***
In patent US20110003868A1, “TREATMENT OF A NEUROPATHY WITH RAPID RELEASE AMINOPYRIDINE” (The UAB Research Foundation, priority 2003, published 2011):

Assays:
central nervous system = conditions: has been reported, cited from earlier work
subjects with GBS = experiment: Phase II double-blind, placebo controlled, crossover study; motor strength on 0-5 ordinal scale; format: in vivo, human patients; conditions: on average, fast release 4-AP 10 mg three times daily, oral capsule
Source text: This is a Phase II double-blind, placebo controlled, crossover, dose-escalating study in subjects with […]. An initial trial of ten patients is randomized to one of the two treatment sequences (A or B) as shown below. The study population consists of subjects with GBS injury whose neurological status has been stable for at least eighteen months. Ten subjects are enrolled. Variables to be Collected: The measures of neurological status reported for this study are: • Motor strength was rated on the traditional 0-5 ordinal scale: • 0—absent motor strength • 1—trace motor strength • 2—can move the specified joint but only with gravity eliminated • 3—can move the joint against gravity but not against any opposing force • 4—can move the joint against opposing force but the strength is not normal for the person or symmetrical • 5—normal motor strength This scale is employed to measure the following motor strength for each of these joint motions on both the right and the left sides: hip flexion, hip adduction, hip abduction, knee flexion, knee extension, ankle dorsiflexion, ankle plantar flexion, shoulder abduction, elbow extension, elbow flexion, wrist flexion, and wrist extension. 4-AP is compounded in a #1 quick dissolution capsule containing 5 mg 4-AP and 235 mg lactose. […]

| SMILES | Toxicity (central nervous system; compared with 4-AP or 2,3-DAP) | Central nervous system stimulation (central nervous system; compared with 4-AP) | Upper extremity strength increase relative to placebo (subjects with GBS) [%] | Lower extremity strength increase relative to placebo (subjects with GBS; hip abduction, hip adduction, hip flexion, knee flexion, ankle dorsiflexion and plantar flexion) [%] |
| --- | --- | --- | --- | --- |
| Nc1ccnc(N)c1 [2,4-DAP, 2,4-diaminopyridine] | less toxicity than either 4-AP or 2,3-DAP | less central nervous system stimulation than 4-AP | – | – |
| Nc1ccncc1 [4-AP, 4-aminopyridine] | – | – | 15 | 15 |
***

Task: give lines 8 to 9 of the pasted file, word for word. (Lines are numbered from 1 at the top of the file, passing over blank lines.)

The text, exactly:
| Nc1ccnc(N)c1 [2,4-DAP, 2,4-diaminopyridine] | less toxicity than either 4-AP or 2,3-DAP | less central nervous system stimulation than 4-AP | – | – |
| Nc1ccncc1 [4-AP, 4-aminopyridine] | – | – | 15 | 15 |